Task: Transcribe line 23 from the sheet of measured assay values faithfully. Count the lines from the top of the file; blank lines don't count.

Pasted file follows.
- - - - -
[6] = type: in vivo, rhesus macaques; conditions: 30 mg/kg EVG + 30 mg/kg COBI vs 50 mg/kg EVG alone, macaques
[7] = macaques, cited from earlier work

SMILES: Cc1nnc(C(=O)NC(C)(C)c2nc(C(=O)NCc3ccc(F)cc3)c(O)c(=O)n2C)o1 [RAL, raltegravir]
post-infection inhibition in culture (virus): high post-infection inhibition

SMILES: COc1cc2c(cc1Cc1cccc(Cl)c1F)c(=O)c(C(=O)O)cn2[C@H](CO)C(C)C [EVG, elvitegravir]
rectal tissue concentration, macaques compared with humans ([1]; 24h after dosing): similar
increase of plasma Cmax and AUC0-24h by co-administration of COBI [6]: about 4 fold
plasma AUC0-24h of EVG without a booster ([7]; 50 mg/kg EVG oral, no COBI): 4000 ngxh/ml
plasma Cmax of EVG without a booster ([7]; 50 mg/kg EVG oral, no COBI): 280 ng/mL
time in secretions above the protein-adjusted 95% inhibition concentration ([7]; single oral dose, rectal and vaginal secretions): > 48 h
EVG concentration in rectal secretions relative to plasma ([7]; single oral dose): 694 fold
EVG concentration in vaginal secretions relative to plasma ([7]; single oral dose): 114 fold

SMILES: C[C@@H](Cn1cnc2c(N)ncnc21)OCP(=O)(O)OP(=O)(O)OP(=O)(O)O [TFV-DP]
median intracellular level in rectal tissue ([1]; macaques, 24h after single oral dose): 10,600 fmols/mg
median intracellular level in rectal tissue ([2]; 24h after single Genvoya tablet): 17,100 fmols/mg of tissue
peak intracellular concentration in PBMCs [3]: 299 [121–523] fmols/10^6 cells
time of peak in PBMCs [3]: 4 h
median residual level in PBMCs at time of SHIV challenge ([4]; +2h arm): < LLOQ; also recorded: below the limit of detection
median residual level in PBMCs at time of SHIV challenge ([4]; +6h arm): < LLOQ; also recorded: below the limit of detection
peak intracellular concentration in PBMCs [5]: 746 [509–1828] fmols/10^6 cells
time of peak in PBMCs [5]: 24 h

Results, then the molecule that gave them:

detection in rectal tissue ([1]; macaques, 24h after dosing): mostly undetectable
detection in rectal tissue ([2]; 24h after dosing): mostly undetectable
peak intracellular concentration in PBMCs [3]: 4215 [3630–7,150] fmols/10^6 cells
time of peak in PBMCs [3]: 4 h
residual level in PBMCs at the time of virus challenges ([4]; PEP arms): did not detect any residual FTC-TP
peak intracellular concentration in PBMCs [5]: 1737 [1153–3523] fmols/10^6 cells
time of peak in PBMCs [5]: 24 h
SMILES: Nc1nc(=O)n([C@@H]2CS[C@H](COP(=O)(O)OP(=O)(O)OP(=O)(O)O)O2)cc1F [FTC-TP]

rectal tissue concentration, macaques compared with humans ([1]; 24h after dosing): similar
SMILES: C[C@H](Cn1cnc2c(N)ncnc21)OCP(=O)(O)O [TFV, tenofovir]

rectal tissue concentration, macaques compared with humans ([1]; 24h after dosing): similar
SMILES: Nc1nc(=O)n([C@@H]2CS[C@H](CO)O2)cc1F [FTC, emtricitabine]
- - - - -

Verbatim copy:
detection in rectal tissue ([1]; macaques, 24h after dosing): mostly undetectable